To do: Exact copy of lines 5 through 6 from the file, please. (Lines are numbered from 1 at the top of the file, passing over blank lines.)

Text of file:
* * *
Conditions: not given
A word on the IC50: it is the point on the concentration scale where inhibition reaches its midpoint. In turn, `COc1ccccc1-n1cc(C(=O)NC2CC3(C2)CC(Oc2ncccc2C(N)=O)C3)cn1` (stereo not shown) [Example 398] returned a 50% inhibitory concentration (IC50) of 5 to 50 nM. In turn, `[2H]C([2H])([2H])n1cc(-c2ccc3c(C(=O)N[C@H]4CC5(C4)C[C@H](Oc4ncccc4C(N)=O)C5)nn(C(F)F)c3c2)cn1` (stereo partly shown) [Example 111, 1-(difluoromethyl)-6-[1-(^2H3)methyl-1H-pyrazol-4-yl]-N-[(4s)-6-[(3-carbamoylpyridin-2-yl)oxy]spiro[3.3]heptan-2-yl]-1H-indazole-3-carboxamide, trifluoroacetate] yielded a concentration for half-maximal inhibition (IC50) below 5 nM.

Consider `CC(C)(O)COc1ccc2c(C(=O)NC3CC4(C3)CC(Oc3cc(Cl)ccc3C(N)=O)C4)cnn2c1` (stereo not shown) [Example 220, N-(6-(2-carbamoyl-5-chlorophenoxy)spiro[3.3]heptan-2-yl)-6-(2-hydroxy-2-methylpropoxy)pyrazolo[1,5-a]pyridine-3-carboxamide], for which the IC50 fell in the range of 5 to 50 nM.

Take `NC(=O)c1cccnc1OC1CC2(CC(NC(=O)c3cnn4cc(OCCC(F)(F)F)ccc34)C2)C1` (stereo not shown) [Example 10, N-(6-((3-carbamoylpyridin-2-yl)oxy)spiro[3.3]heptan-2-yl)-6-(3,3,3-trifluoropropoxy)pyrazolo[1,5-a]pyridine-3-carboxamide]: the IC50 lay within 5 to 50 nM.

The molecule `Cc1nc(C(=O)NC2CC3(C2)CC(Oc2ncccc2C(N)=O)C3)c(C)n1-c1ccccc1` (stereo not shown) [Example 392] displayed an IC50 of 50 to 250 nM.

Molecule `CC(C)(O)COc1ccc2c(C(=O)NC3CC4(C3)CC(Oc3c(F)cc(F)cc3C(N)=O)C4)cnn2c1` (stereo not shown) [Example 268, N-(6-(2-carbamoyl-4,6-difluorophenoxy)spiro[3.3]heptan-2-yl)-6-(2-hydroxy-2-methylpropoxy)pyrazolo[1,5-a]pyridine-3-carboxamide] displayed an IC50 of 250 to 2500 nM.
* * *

The molecule `Cc1nc(C(=O)NC2CC3(C2)CC(Oc2ncccc2C(N)=O)C3)c(C)n1-c1ccccc1` (stereo not shown) [Example 392] displayed an IC50 of 50 to 250 nM.

Molecule `CC(C)(O)COc1ccc2c(C(=O)NC3CC4(C3)CC(Oc3c(F)cc(F)cc3C(N)=O)C4)cnn2c1` (stereo not shown) [Example 268, N-(6-(2-carbamoyl-4,6-difluorophenoxy)spiro[3.3]heptan-2-yl)-6-(2-hydroxy-2-methylpropoxy)pyrazolo[1,5-a]pyridine-3-carboxamide] displayed an IC50 of 250 to 2500 nM.